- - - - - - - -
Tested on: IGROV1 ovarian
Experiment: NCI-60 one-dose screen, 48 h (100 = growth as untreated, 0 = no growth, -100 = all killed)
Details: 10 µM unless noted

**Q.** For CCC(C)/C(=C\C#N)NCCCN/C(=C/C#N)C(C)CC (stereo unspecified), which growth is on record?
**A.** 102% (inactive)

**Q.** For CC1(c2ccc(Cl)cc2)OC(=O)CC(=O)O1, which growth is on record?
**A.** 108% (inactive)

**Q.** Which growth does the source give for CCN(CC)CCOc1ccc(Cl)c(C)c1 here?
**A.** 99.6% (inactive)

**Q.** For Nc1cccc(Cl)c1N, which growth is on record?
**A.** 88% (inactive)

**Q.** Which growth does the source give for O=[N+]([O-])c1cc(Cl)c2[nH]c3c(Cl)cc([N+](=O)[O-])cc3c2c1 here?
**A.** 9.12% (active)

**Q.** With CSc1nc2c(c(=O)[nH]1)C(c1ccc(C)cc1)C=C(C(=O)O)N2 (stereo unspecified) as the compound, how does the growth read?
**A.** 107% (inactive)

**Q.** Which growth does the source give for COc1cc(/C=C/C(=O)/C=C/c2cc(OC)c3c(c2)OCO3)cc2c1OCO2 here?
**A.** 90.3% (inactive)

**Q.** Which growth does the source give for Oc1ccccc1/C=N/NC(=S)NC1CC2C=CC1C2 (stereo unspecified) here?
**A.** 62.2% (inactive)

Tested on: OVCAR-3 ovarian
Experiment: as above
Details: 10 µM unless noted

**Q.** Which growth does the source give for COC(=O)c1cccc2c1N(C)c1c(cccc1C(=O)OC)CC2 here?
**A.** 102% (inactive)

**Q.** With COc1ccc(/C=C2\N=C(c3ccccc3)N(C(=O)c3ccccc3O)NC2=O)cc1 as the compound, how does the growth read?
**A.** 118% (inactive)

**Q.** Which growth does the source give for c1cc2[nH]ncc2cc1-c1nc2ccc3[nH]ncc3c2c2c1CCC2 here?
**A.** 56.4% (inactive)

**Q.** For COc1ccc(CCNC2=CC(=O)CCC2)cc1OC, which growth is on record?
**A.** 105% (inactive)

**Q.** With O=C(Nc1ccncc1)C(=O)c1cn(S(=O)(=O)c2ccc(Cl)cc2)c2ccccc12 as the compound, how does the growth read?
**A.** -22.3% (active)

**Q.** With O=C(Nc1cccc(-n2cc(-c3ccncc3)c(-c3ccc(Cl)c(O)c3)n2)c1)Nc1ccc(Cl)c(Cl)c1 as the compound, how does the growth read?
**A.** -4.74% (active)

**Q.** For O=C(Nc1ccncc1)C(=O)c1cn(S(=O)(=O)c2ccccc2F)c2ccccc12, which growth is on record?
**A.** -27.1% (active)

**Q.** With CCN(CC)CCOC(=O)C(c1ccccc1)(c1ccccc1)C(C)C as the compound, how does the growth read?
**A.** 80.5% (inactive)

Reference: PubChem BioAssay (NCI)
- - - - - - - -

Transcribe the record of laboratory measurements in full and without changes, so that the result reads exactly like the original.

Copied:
Tested on: IGROV1 ovarian
Experiment: NCI-60 one-dose screen, 48 h (100 = growth as untreated, 0 = no growth, -100 = all killed)
Details: 10 µM unless noted

**Q.** For CCC(C)/C(=C\C#N)NCCCN/C(=C/C#N)C(C)CC (stereo unspecified), which growth is on record?
**A.** 102% (inactive)

**Q.** For CC1(c2ccc(Cl)cc2)OC(=O)CC(=O)O1, which growth is on record?
**A.** 108% (inactive)

**Q.** Which growth does the source give for CCN(CC)CCOc1ccc(Cl)c(C)c1 here?
**A.** 99.6% (inactive)

**Q.** For Nc1cccc(Cl)c1N, which growth is on record?
**A.** 88% (inactive)

**Q.** Which growth does the source give for O=[N+]([O-])c1cc(Cl)c2[nH]c3c(Cl)cc([N+](=O)[O-])cc3c2c1 here?
**A.** 9.12% (active)

**Q.** With CSc1nc2c(c(=O)[nH]1)C(c1ccc(C)cc1)C=C(C(=O)O)N2 (stereo unspecified) as the compound, how does the growth read?
**A.** 107% (inactive)

**Q.** Which growth does the source give for COc1cc(/C=C/C(=O)/C=C/c2cc(OC)c3c(c2)OCO3)cc2c1OCO2 here?
**A.** 90.3% (inactive)

**Q.** Which growth does the source give for Oc1ccccc1/C=N/NC(=S)NC1CC2C=CC1C2 (stereo unspecified) here?
**A.** 62.2% (inactive)

Tested on: OVCAR-3 ovarian
Experiment: as above
Details: 10 µM unless noted

**Q.** Which growth does the source give for COC(=O)c1cccc2c1N(C)c1c(cccc1C(=O)OC)CC2 here?
**A.** 102% (inactive)

**Q.** With COc1ccc(/C=C2\N=C(c3ccccc3)N(C(=O)c3ccccc3O)NC2=O)cc1 as the compound, how does the growth read?
**A.** 118% (inactive)

**Q.** Which growth does the source give for c1cc2[nH]ncc2cc1-c1nc2ccc3[nH]ncc3c2c2c1CCC2 here?
**A.** 56.4% (inactive)

**Q.** For COc1ccc(CCNC2=CC(=O)CCC2)cc1OC, which growth is on record?
**A.** 105% (inactive)

**Q.** With O=C(Nc1ccncc1)C(=O)c1cn(S(=O)(=O)c2ccc(Cl)cc2)c2ccccc12 as the compound, how does the growth read?
**A.** -22.3% (active)

**Q.** With O=C(Nc1cccc(-n2cc(-c3ccncc3)c(-c3ccc(Cl)c(O)c3)n2)c1)Nc1ccc(Cl)c(Cl)c1 as the compound, how does the growth read?
**A.** -4.74% (active)

**Q.** For O=C(Nc1ccncc1)C(=O)c1cn(S(=O)(=O)c2ccccc2F)c2ccccc12, which growth is on record?
**A.** -27.1% (active)

**Q.** With CCN(CC)CCOC(=O)C(c1ccccc1)(c1ccccc1)C(C)C as the compound, how does the growth read?
**A.** 80.5% (inactive)

Reference: PubChem BioAssay (NCI)